Last week, I published a short editorial in Scientific American’s SA Forum online that decried the near-total lack of organization or prioritization in the Sustainable Development Goals/Global Goals/whatever they are called this week. My argument was simple: by not ordering or prioritizing goals, the SDGs

risk becoming an empty exercise that empowers business as usual in the field of global development.

At the conclusion of that piece, I suggested that the only way to avoid this outcome was to find actors who were able to demand organization and prioritization among these goals – principally the big bilateral donors like USAID and DfID, or perhaps the Gates foundation (which, on expenditures, comes in around the world’s sixth-largest donor organization).

I’ve been taken to task a few times by colleagues for this suggestion. These rather polite and professional interventions (I know, not at all like the internet I’ve come to expect) pointed out that I’d empowered the big donors, with their problematic, often Eurocentric framings of development and how to achieve it, to act as the saviors of development via the SDGs. Given my rather clear critical stance with regard to these framings of development (most clearly articulated in Delivering Development, but generally present in most of the stuff I write), I think some folks were mystified by my logic. So allow me to clarify:

When we refuse to define terms, organize concepts or efforts, or engage in the politics necessary to set priorities, we are not apolitical: we are empowering other political agendas. The basic argument of my op-ed was simple: by not making hard decisions, we have empowered a particular political agenda, one that leaves development in a business-as-usual situation. Therefore, I see nearly any effort at locking down priorities and organizing efforts as superior to no prioritization at all, because any effort to set priorities will accomplish two things:

First, it will bring politics to the fore, and we will all be forced to wrestle with what we want to prioritize and why.

Second, it will lock down the meanings of the different terms we use (i.e. sustainable, well-being, secure) in such a way that they can become sites where politics can happen.

What do I mean by this? If, as we have done to this point, we refuse to define what we mean by sustainable (for example), we create a conceptual container that can be filled by nearly any definition, policy, program, project, or activity. It allows completely contradictory efforts to coexist and cancel each other out, without providing a base from which to contest any or all of these efforts. When there are no definitions, everything using a given term can be seen as equally valid. Similarly, if we refuse to prioritize our efforts, organizations can fill their efforts to meet the SDGs with almost any hodgepodge of policies, programs, projects, or activities…and will likely do so in a manner that mirrors their current emphases, funding, and staffing structures. Thus, organizations could set up completely contradictory agendas, with associated material efforts, and be seen as making equally valid efforts to address the SDGs in the eyes of the donors and the public. There is no way to contest the way one organization or another does its business if there are no definitions or priorities from which to work.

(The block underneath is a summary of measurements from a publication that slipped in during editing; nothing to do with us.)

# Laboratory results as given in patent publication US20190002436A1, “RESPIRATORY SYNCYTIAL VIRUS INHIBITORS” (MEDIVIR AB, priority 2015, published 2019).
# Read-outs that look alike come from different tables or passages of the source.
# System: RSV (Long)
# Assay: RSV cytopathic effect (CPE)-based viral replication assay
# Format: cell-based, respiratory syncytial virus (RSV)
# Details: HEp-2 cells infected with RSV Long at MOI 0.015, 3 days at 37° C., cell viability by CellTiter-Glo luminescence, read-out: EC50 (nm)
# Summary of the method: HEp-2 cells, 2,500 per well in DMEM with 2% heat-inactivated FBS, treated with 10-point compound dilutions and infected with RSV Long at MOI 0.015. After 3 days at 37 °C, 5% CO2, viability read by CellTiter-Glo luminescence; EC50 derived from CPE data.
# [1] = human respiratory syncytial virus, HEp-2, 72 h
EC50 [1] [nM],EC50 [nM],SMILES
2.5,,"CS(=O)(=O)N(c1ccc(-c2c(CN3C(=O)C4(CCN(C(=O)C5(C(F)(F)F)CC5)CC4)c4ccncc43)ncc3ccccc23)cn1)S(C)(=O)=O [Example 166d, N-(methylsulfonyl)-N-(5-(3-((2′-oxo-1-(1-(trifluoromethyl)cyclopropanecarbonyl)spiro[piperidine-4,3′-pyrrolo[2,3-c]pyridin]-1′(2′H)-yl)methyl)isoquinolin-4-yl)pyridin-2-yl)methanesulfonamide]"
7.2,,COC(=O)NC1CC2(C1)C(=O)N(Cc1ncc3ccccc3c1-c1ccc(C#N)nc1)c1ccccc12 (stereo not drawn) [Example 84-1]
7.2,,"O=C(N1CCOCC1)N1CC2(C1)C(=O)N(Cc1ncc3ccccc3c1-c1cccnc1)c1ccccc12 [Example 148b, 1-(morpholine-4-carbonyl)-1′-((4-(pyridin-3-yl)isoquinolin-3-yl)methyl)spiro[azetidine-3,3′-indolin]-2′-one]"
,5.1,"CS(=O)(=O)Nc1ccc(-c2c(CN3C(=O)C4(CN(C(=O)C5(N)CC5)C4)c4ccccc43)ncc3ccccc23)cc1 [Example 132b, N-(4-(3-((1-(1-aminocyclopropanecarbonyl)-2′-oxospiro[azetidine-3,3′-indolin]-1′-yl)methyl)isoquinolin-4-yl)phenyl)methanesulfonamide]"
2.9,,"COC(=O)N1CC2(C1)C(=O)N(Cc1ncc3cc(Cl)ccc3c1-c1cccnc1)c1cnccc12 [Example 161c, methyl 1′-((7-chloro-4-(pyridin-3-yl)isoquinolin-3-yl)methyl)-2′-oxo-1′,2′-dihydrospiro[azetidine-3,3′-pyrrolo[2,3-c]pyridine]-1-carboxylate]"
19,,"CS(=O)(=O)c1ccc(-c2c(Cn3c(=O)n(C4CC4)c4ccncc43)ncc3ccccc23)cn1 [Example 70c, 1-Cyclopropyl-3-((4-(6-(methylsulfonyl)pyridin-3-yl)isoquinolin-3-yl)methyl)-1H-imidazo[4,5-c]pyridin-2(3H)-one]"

This does not mean that I think any particular donor organization will save the SDGs by setting the agenda we need to move forward. All are mired in their own internal and/or national politics, and therefore will push for agendas that most clearly reflect their own strengths and priorities. Further, most donor organizations do, in fact, operate from rather problematic, Eurocentric framings of the world, for example in their continuing inability to recognize the genius of small farmers who already negotiate uncertain environments and economies. As I have written about at length, in the eyes of most donor organizations these farmers are poor and helpless in the face of these large forces, and in need of help/saving/education. As a result, the donors cannot identify the things that these farmers really need (which are often a lot more narrow than a total reworking of their agricultural systems) and, even worse, they cannot learn from the things these farmers already know about how to best manage their agricultural, economic, and social environments.

So no, I don’t think the donors will save us…directly. But if one or more are willing to step up and impose politics on this process, they will create a process by which terms gain definition, and efforts are prioritized. When these meanings become fixed, it becomes possible to engage them and contest them, to actually have a conversation about what development is, and what it should be. Right now, we can just hold hands, say words like sustainability, and watch a nice concert together, all the while operating under the illusion that we have the same goals, and that we are working toward those goals in the same ways. That gets us nowhere. I want a development world where we are forced to recognize that different organizations and individuals prioritize different things, have different visions of the future, and different means of moving us toward those visions. Further, I want a development world where we have to struggle with the fact that what organizations want may have little to do with what the global poor want. That is what the SDGs could have given us.

It is too late to make the SDGs’ 17 goals and 169 targets a site of real development politics. But all is not lost: over one thousand initiatives have been set up to meet these targets and achieve these goals, and many more are coming. This is where the goals will become impacts on the ground. If we can create a real politics of development around these initiatives by organizing and prioritizing them, perhaps we can recover the SDGs as a site from which we can build a truly transformative agenda for development.